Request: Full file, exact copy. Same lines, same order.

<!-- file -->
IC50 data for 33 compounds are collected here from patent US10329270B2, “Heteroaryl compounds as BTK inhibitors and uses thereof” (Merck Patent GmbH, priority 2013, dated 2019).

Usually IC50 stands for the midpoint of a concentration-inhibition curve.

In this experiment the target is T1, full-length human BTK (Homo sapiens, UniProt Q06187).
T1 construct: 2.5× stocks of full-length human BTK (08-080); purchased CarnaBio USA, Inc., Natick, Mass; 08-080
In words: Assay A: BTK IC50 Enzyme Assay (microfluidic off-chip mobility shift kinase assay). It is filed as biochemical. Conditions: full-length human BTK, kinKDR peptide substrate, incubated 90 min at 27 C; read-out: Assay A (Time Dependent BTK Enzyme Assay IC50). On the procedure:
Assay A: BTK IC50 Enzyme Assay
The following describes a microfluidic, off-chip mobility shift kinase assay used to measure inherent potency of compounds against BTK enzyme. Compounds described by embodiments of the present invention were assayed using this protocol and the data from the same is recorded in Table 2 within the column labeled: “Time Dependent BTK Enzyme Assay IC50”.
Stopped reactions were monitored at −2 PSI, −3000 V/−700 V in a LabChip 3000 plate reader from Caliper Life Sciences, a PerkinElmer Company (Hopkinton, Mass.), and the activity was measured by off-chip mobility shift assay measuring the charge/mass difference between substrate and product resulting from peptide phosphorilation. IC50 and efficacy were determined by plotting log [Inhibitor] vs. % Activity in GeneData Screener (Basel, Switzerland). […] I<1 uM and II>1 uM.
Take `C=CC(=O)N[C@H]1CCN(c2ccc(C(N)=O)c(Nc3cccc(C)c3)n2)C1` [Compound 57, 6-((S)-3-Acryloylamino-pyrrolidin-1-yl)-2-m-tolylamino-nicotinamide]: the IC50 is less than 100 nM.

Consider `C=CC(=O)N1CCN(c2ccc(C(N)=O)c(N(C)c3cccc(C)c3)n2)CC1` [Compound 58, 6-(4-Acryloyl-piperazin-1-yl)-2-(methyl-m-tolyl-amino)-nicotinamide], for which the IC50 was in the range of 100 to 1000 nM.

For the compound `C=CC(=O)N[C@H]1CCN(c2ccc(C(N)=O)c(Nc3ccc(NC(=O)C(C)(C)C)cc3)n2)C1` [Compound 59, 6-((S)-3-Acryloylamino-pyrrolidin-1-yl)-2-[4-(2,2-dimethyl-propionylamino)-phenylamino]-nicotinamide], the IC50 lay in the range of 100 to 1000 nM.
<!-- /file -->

IC50 data for 33 compounds are collected here from patent US10329270B2, “Heteroaryl compounds as BTK inhibitors and uses thereof” (Merck Patent GmbH, priority 2013, dated 2019).

Usually IC50 stands for the midpoint of a concentration-inhibition curve.

In this experiment the target is T1, full-length human BTK (Homo sapiens, UniProt Q06187).
T1 construct: 2.5× stocks of full-length human BTK (08-080); purchased CarnaBio USA, Inc., Natick, Mass; 08-080
In words: Assay A: BTK IC50 Enzyme Assay (microfluidic off-chip mobility shift kinase assay). It is filed as biochemical. Conditions: full-length human BTK, kinKDR peptide substrate, incubated 90 min at 27 C; read-out: Assay A (Time Dependent BTK Enzyme Assay IC50). On the procedure:
Assay A: BTK IC50 Enzyme Assay
The following describes a microfluidic, off-chip mobility shift kinase assay used to measure inherent potency of compounds against BTK enzyme. Compounds described by embodiments of the present invention were assayed using this protocol and the data from the same is recorded in Table 2 within the column labeled: “Time Dependent BTK Enzyme Assay IC50”.
Stopped reactions were monitored at −2 PSI, −3000 V/−700 V in a LabChip 3000 plate reader from Caliper Life Sciences, a PerkinElmer Company (Hopkinton, Mass.), and the activity was measured by off-chip mobility shift assay measuring the charge/mass difference between substrate and product resulting from peptide phosphorilation. IC50 and efficacy were determined by plotting log [Inhibitor] vs. % Activity in GeneData Screener (Basel, Switzerland). […] I<1 uM and II>1 uM.
Take `C=CC(=O)N[C@H]1CCN(c2ccc(C(N)=O)c(Nc3cccc(C)c3)n2)C1` [Compound 57, 6-((S)-3-Acryloylamino-pyrrolidin-1-yl)-2-m-tolylamino-nicotinamide]: the IC50 is less than 100 nM.

Consider `C=CC(=O)N1CCN(c2ccc(C(N)=O)c(N(C)c3cccc(C)c3)n2)CC1` [Compound 58, 6-(4-Acryloyl-piperazin-1-yl)-2-(methyl-m-tolyl-amino)-nicotinamide], for which the IC50 was in the range of 100 to 1000 nM.

For the compound `C=CC(=O)N[C@H]1CCN(c2ccc(C(N)=O)c(Nc3ccc(NC(=O)C(C)(C)C)cc3)n2)C1` [Compound 59, 6-((S)-3-Acryloylamino-pyrrolidin-1-yl)-2-[4-(2,2-dimethyl-propionylamino)-phenylamino]-nicotinamide], the IC50 lay in the range of 100 to 1000 nM.